# Curves and surfaces in computer aided geometric design - Yamaguchi F.

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6.15 Curve Generation by Geometrical Processing................................320

6.16 Interpolation of a Sequence of Points with a Â-Spline Curve...............325

6.17 Matrix Expression of Â-Spline Curves ..................................... 327

6.18 Expression of the Functions C0 0(t), C0A(t), Cl 0(t) and Clfl(f)

by Â-Spline Functions...................................................... 329

6.19 General Â-Spline Surfaces.................................................334

References....................................................................... 336

7. The Rational Polynomial Curves............................................337

7.1 Derivation of Parametric Conic Section Curves ............................ 337

7.2 Classification of Conic Section Curves.................................... 340

7.3 Parabolas................................................................. 342

7.4 Circular Arc Formulas..................................................... 343

7.5 Cubic/Cubic Rational Polynomial Curves.................................... 346

7.6 T-Conic Curves............................................................ 347

References....................................................................... 350

Appendix A: Vector Expression of Simple Geometrical Relations.............. 351

Appendix B: Proofs of Formulas Relating to Â-Spline Functions..............356

Appendix Ñ: Effect of Multiple Knots on Â-Spline Functions....................... 360

Bibliography..................................................................... 366

Subject Index ................................................................... 375

On the Symbols Used in This Book

Among the symbols used in these books, several which require caution are discussed below.

(1) t is the standard symbol for a parameter representing a curve, and è and w for parameters representing a surface. In some places the length of a curve is used as a parameter in the discussion; it is s.

(2) Derivatives with respect to parameters other than s, such as t, are denoted by dots (•); derivatives with respect to s are denoted by primes ('). For example,

dt ’ ds

t, è and w can be regarded as time parameters in the motion of mass points. Since in physics it is customary for derivatives with respect to time to be denoted by dots, this convention has been followed in the present book.

(3) An ordinary coordinate vector is denoted by a slanted letter, for example P. A homogeneous coordinate vector is denoted by a vertical letter, such as P.

(4) In mathematical representations of curves and surfaces, a vector that is given for the purpose of definition is denoted by Q, and a defined curve or surface vector by P. For example in

P(t) = ß0>0 (t) Q0 + Hol(t) Qt + Huo (t) Q0 + H, ä (0 Qt,

the position vectors Q0, Ql and the tangent vectors Q0, are given, and the curve P(t) is defined.

0. Mathematical Description of Shape Information

0.1 Description and Transmission of Shape Information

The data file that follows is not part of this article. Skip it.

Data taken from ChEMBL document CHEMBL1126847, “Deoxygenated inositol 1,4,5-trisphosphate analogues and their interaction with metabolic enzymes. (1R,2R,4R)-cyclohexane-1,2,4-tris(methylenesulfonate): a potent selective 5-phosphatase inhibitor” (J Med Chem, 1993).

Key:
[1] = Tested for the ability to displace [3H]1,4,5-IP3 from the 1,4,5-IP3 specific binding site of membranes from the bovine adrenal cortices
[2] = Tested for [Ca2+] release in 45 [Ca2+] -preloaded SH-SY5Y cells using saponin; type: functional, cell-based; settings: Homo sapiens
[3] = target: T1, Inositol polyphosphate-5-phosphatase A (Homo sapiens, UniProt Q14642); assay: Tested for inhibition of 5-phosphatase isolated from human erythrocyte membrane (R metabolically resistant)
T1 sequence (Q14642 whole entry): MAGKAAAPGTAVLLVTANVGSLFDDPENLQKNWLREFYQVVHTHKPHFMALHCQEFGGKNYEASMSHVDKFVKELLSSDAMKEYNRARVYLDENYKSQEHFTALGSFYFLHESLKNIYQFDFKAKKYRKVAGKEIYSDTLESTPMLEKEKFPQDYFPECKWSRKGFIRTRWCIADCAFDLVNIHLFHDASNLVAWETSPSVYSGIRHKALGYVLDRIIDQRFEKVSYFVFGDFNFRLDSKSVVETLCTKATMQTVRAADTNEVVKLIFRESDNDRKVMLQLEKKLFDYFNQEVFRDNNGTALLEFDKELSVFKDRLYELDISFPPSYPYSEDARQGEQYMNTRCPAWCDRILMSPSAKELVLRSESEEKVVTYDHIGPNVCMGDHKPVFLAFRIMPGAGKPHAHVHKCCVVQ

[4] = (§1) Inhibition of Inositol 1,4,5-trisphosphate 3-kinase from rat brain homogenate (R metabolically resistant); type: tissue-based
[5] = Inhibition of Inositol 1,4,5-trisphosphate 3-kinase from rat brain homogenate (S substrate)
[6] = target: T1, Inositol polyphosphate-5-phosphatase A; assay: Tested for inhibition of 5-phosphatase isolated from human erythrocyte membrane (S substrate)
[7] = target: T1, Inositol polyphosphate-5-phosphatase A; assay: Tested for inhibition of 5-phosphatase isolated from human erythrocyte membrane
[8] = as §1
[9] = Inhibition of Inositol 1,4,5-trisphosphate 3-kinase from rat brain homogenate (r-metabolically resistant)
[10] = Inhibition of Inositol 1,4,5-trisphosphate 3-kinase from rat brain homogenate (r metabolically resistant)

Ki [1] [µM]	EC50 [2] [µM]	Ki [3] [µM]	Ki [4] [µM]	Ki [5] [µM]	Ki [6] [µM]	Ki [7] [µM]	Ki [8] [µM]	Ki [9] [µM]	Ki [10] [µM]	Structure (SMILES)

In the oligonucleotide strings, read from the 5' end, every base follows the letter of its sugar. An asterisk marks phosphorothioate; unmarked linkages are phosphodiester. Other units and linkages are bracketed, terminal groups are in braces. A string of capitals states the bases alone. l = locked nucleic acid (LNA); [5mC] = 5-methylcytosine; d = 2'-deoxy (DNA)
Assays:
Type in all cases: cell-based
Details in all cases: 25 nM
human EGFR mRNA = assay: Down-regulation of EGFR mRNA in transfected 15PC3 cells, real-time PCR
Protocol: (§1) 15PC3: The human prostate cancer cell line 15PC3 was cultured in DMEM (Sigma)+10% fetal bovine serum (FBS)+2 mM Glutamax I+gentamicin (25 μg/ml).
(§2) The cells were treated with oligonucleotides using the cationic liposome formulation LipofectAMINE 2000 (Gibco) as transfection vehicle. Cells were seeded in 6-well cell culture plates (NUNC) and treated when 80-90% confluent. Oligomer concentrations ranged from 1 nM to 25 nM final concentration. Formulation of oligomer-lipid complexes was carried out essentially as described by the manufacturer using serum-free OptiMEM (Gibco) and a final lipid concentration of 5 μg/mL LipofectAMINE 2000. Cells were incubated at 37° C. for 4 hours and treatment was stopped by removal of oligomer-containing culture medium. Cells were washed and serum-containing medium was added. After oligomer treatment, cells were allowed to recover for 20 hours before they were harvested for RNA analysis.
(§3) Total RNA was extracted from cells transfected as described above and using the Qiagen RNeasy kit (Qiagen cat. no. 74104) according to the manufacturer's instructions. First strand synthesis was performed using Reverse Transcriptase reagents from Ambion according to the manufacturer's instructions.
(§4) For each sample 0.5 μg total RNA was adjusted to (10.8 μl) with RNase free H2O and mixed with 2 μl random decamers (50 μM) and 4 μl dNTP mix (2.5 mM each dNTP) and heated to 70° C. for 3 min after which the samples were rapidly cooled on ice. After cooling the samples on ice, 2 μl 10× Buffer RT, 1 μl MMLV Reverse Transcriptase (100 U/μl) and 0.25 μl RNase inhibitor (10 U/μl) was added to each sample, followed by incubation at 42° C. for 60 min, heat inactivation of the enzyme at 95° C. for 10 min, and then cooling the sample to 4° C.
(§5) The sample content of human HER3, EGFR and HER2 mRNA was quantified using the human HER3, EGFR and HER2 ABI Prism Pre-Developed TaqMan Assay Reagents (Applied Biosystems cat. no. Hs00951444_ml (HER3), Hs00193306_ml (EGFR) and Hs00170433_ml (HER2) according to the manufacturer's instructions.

Shapes of industrial products can be roughly classified into those that consist of combinations of elementary geometrical surfaces and those that cannot be expressed in terms of elementary surfaces, but vary in a complicated manner. Many examples of the former type are found among parts of machines. Most machine parts have elementary geometrical shapes such as planes and cylinders. This is because, as long as a more complicated shape is not functionally required, simpler shapes are far simpler from the point of view of production. In this book, these shapes are called Type 1 shapes. Meanwhile, the shapes of such objects as automobile bodies, telephone receivers, ship hulls and electric vacuum cleaners contain many curved surfaces that vary freely in a complicated manner. Let us call these Type 2 shapes.

A designer draws his concept of a shape on paper and proceeds with the design while checking it against the shape that he has drawn. Sometimes during the design work it becomes necessary to build a physical model of the shape. In such a case, blueprints are prepared and given to a model builder. The final step in design is to prepare a set of blueprints on which are written all of the information needed to produce the item that has been designed. The designer must write all of the information needed to produce a 3-dimensional shape on 2-dimensional paper. In the case of a Type 1 shape, these 2-dimensional drawings are called three orthogonal views; in the case of a Type 2 shape they are frequently called curve diagrams.

It has always been difficult to express the considerable amount of information needed to describe a 3-dimensional shape on a limited number of 2-dimensional drawings. In the case of Type 1 shapes the task has been simplified by defining a number of conventions for drawing preparation which the designer can learn and, as he accumulates experience, learn to transmit information effectively to other people on 2-dimensional diagrams. Since Type 1 shapes are geometrically regular and familiar in everyday life, it can be expected that a person who reads the diagram will be able to infer the correct shape from what is on the paper, so that the transmission of shape information proceeds relatively smoothly. Consequently, as far as Type 1 shapes are concerned, if it can be assumed that people will look at the diagrams, this method is very effective for describing and transmitting a considerable amount of 3-dimensional shape information on a limited number of drawings. And since the drawings are in standard formats, they are easy to be manipulated.

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